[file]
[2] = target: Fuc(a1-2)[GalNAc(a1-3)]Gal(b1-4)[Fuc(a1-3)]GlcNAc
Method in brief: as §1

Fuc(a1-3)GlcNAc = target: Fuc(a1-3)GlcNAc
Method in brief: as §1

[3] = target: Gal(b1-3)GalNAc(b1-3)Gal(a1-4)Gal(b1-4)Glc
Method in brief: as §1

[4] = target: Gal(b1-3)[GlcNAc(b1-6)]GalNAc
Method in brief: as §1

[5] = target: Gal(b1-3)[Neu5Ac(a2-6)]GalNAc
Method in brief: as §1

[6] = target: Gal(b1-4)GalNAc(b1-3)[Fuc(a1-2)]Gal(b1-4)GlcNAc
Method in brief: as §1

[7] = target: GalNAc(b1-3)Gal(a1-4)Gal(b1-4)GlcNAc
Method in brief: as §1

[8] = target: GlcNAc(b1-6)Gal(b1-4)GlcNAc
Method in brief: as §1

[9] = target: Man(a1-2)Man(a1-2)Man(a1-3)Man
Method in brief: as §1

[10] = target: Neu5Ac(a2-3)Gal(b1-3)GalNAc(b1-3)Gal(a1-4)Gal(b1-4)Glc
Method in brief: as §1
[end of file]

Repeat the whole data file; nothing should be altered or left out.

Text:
[2] = target: Fuc(a1-2)[GalNAc(a1-3)]Gal(b1-4)[Fuc(a1-3)]GlcNAc
Method in brief: as §1

Fuc(a1-3)GlcNAc = target: Fuc(a1-3)GlcNAc
Method in brief: as §1

[3] = target: Gal(b1-3)GalNAc(b1-3)Gal(a1-4)Gal(b1-4)Glc
Method in brief: as §1

[4] = target: Gal(b1-3)[GlcNAc(b1-6)]GalNAc
Method in brief: as §1

[5] = target: Gal(b1-3)[Neu5Ac(a2-6)]GalNAc
Method in brief: as §1

[6] = target: Gal(b1-4)GalNAc(b1-3)[Fuc(a1-2)]Gal(b1-4)GlcNAc
Method in brief: as §1

[7] = target: GalNAc(b1-3)Gal(a1-4)Gal(b1-4)GlcNAc
Method in brief: as §1

[8] = target: GlcNAc(b1-6)Gal(b1-4)GlcNAc
Method in brief: as §1

[9] = target: Man(a1-2)Man(a1-2)Man(a1-3)Man
Method in brief: as §1

[10] = target: Neu5Ac(a2-3)Gal(b1-3)GalNAc(b1-3)Gal(a1-4)Gal(b1-4)Glc
Method in brief: as §1